Steam has launched a new "Item Store" feature, which will allow developers to implement and control an in-game economy with minimal fuss.
Right now, only Rust is making use of the feature, and it looks much like one would expect. According to Valve's Doug Lombardi, developers will be able to set their own prices for items, and it will allow the option to work directly with modders and user-generated content.
"This new Item Store is designed to make it easy for developers to establish an in-game economy or to just sell individual cosmetic items, keys, or consumables," Lombardi said. "And, it's designed to easily integrate with a curated Workshop (similar to Team Fortress 2) so you can accept user-made items, use that data to create item definitions and prices in the Steam Inventory Service, and set those items for sale via the Item Store.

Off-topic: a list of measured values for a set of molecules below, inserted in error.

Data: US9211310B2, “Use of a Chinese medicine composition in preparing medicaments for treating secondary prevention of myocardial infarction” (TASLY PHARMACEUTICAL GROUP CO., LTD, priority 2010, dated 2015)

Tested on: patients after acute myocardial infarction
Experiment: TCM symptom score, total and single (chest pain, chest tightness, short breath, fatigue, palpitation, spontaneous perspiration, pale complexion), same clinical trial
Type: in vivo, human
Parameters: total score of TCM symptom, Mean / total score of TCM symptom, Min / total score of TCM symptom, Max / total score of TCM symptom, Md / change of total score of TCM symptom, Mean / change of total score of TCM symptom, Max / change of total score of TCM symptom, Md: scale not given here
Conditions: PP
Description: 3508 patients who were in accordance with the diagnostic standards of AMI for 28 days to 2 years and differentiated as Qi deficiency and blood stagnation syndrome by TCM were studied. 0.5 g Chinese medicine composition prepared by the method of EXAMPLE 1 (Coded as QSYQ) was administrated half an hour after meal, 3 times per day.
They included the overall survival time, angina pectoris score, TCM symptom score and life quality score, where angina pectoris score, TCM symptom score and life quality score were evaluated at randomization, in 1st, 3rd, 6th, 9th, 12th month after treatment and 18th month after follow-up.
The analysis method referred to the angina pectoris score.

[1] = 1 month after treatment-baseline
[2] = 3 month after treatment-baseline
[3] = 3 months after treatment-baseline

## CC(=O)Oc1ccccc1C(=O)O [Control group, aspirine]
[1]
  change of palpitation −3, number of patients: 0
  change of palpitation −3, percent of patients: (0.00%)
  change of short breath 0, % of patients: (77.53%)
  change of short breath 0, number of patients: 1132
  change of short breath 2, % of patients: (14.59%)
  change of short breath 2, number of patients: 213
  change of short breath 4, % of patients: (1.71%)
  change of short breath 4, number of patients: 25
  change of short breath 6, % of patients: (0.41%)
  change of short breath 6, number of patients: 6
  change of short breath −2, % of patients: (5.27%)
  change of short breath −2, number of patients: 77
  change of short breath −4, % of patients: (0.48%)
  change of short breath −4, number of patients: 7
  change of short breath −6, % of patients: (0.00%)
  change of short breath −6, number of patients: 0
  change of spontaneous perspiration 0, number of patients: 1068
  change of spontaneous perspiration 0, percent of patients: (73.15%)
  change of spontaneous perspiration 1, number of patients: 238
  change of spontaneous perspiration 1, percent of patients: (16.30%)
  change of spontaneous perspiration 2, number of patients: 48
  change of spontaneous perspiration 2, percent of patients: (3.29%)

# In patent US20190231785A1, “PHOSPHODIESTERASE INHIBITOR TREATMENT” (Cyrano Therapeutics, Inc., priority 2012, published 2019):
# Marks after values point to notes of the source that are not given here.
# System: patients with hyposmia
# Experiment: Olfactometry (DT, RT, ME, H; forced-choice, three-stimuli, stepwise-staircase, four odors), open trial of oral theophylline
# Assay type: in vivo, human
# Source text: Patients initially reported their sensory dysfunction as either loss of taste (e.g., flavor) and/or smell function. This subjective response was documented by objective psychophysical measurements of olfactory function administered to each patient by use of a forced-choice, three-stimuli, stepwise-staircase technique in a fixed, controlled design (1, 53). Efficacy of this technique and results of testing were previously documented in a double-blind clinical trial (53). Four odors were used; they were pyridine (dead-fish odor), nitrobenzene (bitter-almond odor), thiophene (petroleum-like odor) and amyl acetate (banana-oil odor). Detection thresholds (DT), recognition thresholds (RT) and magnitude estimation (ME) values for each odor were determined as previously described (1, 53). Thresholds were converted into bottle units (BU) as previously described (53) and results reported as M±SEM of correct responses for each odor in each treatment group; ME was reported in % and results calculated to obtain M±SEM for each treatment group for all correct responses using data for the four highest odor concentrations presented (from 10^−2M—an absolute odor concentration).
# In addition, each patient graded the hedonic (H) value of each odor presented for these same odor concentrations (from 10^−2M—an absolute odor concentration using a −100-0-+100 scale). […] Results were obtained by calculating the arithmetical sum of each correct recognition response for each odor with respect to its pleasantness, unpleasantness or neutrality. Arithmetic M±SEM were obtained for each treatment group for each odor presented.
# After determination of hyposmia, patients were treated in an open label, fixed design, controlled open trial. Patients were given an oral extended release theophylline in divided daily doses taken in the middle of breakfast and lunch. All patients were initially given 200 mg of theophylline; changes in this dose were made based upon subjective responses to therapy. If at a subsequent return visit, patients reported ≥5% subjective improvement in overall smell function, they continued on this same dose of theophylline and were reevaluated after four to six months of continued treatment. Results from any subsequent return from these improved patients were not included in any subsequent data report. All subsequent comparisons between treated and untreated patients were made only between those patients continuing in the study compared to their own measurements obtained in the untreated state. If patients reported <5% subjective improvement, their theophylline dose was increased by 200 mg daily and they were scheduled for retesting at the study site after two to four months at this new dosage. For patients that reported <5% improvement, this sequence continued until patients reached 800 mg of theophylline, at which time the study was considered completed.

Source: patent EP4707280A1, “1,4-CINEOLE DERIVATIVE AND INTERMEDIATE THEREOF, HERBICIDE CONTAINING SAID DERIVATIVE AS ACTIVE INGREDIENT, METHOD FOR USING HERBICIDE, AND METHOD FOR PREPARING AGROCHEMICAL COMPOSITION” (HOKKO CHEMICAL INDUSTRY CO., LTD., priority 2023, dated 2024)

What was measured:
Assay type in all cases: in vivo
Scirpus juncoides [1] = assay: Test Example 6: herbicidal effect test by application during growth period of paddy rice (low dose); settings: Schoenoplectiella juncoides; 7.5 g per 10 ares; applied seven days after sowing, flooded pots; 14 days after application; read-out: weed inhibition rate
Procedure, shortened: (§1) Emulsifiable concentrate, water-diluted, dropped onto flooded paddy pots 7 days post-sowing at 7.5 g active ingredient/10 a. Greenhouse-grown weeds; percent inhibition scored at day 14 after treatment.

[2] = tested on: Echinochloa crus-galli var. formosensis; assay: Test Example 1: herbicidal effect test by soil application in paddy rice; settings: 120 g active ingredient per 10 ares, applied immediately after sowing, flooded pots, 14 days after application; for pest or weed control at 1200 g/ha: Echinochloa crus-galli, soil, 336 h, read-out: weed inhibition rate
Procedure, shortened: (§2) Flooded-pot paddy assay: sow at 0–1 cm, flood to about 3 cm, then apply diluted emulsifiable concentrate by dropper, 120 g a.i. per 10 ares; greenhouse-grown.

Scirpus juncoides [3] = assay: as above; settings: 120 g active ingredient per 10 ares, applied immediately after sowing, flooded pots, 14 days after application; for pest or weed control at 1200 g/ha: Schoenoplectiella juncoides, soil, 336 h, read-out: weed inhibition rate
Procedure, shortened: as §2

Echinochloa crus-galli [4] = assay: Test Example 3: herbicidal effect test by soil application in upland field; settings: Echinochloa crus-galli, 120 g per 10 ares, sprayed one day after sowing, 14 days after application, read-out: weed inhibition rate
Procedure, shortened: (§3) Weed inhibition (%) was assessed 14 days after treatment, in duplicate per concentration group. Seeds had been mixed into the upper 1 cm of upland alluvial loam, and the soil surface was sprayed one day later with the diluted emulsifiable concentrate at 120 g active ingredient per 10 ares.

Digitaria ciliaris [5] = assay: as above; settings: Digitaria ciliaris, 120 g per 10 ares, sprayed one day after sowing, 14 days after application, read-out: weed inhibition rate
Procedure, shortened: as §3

"Steam takes care of the checkout process, splitting payments to Workshop authors as appropriate, and adding the items to users' inventories. Your game then just needs to be able to call the Workshop to download item content in the right circumstances for your game."
Lombardi also said there is no fundamental difference between the Item Store and typical microtransactions, "except that this new system uses Steam for a bunch of things that developers have traditionally had to build themselves."